Adelaide, is throwing in free breakfast when you stay two nights or more.
Normally $194 a night, a one-bedroom apartment, which includes use of the pool,
gym, sauna and spa, costs $139 a night until August 31, two-night minimum stay,
|Victoria’s Yarra Valley|
glistens in winter, and its chief drawcards – cellar doors, art galleries and
country walks – are perfect cold-weather activities. Overlooking Healesville, hip
little hideaway Mt Rael’s winter special knocks $100 off two-night midweek stays
(Sun-Thurs) until August 31. Normally from $175 a night, costs from $250 for
two nights, (03) 5962 1977, www.mtrael.com.au
|Cape Lodge, Margaret River|
Dripping with awards, including best boutique hotel in
Australia, the five-star Cape Lodge has the best neighbours: Margaret River, Voyager
Estate (with its new wine room) and the whale-filled Indian Ocean. Surrounded
by vineyards, it has just 22 fabulous rooms, a stand-out restaurant and top
cellar doors nearby, but bless, you can still do a twilight kangaroo safari. Normally
from $475 a night, book before August 26 and pay from $349 a night on midweek
stays, 1300 130 485, travel.com.au
|Peppers Ruffles Lodge|
Peppers Ruffles Lodge & Spa, which is set on the hills overlooking this
magnificent stretch of Australia’s coastline. Peaceful and lush, the new one
and two bedroom owners’ villas’ midweek special includes gourmet breakfast, a
fruit basket and nightly turn-down service with chocolates and port. Normally
from $750 a night, costs $1318 for two midweek nights until end September, 1300
987 600, peppers.com.au
a perfect plume of wine (aka: spitting) on a weekend away in Mudgee. Trelawney
Farm is throwing in six bottles of Logan’s wine for guests staying the weekend in
the 1880s farmhouse. Set 4km out of Mudgee on 25 acres, each room in the Coach
House and Barn End Cottage has its own style, and is
kitted out with home theatre, open fireplaces and linen. Costs $2500 for two-night
weekend for up to 10 guests. Or stay three, pay two nights on midweek stays
(Sun-Thurs) before December 15, costs $1600 for three nights, 0423 330 833, www.trelawneyfarm.com
Tanote Beach, a quiet corner on happening Koh Samui. Comprising 53 rooms and
villas, the resort is celebrating with opening specials. A superior pool view
room costs from $58 a room a night, including breakfast, until October 31, +662
101 1234, centarahotelsresorts.com
getaway at the SkyCity Marriott Hotel, on Lantau island, near Hong Kong
Disneyland and the Giant Buddha. Kids can do a junior masterchef or master
housekeeper class (help with the housework!), and the hotel is adding $60 of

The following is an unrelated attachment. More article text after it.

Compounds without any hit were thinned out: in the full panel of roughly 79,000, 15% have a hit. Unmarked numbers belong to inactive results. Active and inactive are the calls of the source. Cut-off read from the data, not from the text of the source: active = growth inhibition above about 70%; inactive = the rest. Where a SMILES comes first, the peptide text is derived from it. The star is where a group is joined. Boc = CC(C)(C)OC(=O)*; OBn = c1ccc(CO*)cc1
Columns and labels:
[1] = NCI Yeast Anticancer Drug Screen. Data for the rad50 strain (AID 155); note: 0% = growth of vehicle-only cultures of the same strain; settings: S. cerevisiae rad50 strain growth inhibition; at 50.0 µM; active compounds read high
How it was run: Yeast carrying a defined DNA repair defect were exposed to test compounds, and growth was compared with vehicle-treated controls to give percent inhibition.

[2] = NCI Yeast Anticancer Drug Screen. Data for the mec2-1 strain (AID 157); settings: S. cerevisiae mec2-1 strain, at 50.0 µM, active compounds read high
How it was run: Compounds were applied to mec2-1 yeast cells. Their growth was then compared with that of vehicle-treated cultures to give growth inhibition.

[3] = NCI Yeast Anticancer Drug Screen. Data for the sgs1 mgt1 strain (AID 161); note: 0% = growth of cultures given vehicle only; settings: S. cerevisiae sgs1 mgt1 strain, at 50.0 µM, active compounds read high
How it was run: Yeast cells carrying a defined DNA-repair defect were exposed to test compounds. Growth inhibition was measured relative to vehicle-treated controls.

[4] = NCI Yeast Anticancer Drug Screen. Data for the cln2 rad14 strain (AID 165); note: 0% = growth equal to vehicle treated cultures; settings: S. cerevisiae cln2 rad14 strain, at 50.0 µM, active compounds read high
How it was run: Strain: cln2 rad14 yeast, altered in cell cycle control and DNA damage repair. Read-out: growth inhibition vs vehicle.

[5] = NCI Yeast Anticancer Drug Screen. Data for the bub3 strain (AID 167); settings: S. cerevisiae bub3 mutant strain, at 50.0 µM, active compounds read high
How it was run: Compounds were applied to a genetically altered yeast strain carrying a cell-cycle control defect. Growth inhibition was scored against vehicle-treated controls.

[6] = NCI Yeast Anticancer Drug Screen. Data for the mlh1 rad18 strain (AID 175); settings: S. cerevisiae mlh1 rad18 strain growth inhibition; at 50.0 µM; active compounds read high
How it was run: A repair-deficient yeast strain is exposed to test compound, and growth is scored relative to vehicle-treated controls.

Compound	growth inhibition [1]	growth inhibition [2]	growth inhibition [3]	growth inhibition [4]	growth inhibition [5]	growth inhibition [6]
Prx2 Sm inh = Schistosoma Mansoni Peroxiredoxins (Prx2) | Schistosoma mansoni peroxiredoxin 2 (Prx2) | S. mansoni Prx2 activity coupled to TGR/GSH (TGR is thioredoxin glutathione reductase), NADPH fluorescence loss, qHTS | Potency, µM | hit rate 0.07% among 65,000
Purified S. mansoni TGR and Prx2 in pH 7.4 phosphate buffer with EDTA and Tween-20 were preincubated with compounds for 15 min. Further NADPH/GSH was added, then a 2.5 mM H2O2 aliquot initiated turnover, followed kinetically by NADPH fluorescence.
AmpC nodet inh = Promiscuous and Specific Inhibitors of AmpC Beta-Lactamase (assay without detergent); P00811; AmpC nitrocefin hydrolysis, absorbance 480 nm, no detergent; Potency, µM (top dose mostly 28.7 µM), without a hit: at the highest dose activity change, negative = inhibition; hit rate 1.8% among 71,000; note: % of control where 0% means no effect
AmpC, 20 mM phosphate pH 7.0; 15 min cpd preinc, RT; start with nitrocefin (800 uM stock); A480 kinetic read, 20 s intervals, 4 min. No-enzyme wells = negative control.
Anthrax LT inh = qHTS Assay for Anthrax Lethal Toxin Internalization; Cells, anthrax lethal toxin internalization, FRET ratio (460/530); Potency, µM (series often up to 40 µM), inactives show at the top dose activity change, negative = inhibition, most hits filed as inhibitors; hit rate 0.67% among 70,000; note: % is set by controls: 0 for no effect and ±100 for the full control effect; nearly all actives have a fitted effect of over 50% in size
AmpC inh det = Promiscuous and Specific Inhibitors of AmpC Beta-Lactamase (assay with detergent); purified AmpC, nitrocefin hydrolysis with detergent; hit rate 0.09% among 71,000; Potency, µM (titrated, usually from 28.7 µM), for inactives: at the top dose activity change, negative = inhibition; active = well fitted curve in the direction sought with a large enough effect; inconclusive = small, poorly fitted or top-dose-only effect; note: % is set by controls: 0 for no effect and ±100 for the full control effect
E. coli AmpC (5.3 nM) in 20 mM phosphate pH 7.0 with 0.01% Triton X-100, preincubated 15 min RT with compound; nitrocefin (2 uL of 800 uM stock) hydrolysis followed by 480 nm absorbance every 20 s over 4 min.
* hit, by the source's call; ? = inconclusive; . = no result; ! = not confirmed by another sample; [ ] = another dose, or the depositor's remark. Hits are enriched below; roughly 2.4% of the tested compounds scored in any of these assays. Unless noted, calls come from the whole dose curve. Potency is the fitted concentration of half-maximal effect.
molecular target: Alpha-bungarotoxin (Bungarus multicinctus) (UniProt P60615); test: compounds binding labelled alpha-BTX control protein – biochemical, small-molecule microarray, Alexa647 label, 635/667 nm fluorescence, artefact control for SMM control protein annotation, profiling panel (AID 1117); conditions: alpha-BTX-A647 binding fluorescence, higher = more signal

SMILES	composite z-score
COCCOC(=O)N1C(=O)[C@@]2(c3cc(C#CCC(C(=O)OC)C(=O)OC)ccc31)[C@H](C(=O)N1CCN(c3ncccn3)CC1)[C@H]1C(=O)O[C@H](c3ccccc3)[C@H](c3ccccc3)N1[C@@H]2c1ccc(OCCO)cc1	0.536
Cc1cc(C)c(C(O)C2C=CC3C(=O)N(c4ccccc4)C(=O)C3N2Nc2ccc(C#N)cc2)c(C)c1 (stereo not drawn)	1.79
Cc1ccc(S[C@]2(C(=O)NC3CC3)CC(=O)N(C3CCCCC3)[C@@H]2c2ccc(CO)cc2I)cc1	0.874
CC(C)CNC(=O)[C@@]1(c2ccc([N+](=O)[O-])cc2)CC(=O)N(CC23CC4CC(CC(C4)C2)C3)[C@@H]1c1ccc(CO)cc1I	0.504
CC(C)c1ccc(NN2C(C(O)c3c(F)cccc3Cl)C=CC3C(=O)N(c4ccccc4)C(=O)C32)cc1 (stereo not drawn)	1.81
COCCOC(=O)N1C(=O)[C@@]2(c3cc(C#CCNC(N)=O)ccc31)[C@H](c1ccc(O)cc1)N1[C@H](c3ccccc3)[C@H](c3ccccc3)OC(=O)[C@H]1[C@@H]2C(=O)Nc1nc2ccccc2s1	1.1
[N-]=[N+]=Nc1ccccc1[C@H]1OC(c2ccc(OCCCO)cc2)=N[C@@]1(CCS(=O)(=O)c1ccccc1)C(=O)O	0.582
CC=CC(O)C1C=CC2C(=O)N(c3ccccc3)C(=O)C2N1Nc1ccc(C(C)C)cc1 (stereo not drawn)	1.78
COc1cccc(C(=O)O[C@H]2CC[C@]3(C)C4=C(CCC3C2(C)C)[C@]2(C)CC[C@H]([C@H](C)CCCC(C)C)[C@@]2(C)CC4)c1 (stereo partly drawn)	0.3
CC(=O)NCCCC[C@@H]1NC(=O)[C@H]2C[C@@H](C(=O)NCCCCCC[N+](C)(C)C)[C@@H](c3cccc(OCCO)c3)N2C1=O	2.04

dining credits, 10 percent off spa treatments and 6pm checkout. Costs from $250
a room (2 adults, 1 child), 1800 251 259, hongkongskycitymarriott.com
Getaway from August 16-19 with a poolside breakfast, side-by-side hour massage
or perhaps a chocolate facial for the kids, and a dance party at the resort’s
SOS Supper Club, one of the most happening hotspots on the island. Those with
kids will get a half-day free babysitting and daily ice cream. Save $180 (and
get a whole lot of extras) costs from $ 1,239++ a room for three nights, +62 361
737 773, anantara.com
you’re up for the great American roadtrip, kick off with Contiki from LA on the
Southern Adventure, and cross the country from California to Louisiana. The
13-day tour ticks off the Grand Canyon and Vegas, baby, and shows how they do
barbies in Texas and cruise in New Orleans. Book 6 months in advance, save $105, costs
$2034, book 12 months in advance, save $209, costs $1930 a person, contiki.com.au
tiny islands of the Maldives have got it all: white sand beaches, tropical
palms, baby blue lagoons. Stay seven nights at the Taj Exotica Resort &
Spa, and pay for six. Fifteen minutes by luxury speedboat from Mali airport,
the hotel is located on its own private island, naturally. The deal is also laden
with extras, including a romantic beach dinner, a la carte breakfast, a sunset
cruise and 15 percent of spa treatments. Travel until November 30, book by 15
November, costs from US$5223 (A$5097) for seven nights. (02) 9957 4511,
|Snorkelling with whales, Tonga|
Perhaps it’s because you thought you never could. The Kingdom of Tonga is a
favourite hang for the massive mammals between July and mid-October. Like many
humans, they are lured by the warm waters for romance, using it as a stopover for
love on their migration from Antarctica. Stay one night at the Scenic Hotel
Tonga, in Nuku’alofa, six nights in the Puataukanave Hotel, Vava’u, and have
two day’s whale watching with the chance of getting up close and personal. The
tour also includes four dives over two days including all diving gear, return
airport transfers and a guide. For travel between August 14-21 and September
4-11, costs $2003 a person, twin share, 1800 044 066, travel-associates.com.au